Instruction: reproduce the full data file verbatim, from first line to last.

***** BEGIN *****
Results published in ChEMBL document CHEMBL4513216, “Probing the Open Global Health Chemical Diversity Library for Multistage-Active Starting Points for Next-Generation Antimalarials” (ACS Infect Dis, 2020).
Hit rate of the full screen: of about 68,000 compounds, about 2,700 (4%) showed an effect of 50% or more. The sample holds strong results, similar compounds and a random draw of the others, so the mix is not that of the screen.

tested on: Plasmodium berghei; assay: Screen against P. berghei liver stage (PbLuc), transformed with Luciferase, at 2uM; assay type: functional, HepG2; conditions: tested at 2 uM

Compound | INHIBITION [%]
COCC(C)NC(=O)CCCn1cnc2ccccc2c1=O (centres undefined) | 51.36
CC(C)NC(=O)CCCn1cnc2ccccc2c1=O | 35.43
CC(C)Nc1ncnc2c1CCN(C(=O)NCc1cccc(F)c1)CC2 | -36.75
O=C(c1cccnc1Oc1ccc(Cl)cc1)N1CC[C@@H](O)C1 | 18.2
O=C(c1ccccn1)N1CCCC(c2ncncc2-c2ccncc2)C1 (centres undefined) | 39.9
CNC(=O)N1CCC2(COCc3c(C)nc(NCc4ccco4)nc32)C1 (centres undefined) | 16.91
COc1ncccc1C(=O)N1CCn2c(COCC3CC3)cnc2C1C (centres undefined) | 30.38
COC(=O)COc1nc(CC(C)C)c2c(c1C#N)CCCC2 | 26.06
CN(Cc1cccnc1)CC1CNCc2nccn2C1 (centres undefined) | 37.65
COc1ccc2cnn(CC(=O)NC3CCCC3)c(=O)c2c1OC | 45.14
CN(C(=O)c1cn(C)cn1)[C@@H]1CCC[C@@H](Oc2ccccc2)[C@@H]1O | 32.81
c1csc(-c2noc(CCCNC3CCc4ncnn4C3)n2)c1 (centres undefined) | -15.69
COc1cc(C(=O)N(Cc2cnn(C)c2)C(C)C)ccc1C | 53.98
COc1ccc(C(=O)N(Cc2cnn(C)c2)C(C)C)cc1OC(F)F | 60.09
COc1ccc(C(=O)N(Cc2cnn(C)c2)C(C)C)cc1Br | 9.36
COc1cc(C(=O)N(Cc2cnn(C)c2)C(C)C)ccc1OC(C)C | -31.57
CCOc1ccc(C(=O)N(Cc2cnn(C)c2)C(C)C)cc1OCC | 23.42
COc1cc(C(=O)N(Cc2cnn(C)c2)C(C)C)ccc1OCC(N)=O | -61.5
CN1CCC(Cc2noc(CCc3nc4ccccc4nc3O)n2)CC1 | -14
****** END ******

Results published in ChEMBL document CHEMBL4513216, “Probing the Open Global Health Chemical Diversity Library for Multistage-Active Starting Points for Next-Generation Antimalarials” (ACS Infect Dis, 2020).
Hit rate of the full screen: of about 68,000 compounds, about 2,700 (4%) showed an effect of 50% or more. The sample holds strong results, similar compounds and a random draw of the others, so the mix is not that of the screen.

tested on: Plasmodium berghei; assay: Screen against P. berghei liver stage (PbLuc), transformed with Luciferase, at 2uM; assay type: functional, HepG2; conditions: tested at 2 uM

Compound | INHIBITION [%]
COCC(C)NC(=O)CCCn1cnc2ccccc2c1=O (centres undefined) | 51.36
CC(C)NC(=O)CCCn1cnc2ccccc2c1=O | 35.43
CC(C)Nc1ncnc2c1CCN(C(=O)NCc1cccc(F)c1)CC2 | -36.75
O=C(c1cccnc1Oc1ccc(Cl)cc1)N1CC[C@@H](O)C1 | 18.2
O=C(c1ccccn1)N1CCCC(c2ncncc2-c2ccncc2)C1 (centres undefined) | 39.9
CNC(=O)N1CCC2(COCc3c(C)nc(NCc4ccco4)nc32)C1 (centres undefined) | 16.91
COc1ncccc1C(=O)N1CCn2c(COCC3CC3)cnc2C1C (centres undefined) | 30.38
COC(=O)COc1nc(CC(C)C)c2c(c1C#N)CCCC2 | 26.06
CN(Cc1cccnc1)CC1CNCc2nccn2C1 (centres undefined) | 37.65
COc1ccc2cnn(CC(=O)NC3CCCC3)c(=O)c2c1OC | 45.14
CN(C(=O)c1cn(C)cn1)[C@@H]1CCC[C@@H](Oc2ccccc2)[C@@H]1O | 32.81
c1csc(-c2noc(CCCNC3CCc4ncnn4C3)n2)c1 (centres undefined) | -15.69
COc1cc(C(=O)N(Cc2cnn(C)c2)C(C)C)ccc1C | 53.98
COc1ccc(C(=O)N(Cc2cnn(C)c2)C(C)C)cc1OC(F)F | 60.09
COc1ccc(C(=O)N(Cc2cnn(C)c2)C(C)C)cc1Br | 9.36
COc1cc(C(=O)N(Cc2cnn(C)c2)C(C)C)ccc1OC(C)C | -31.57
CCOc1ccc(C(=O)N(Cc2cnn(C)c2)C(C)C)cc1OCC | 23.42
COc1cc(C(=O)N(Cc2cnn(C)c2)C(C)C)ccc1OCC(N)=O | -61.5
CN1CCC(Cc2noc(CCc3nc4ccccc4nc3O)n2)CC1 | -14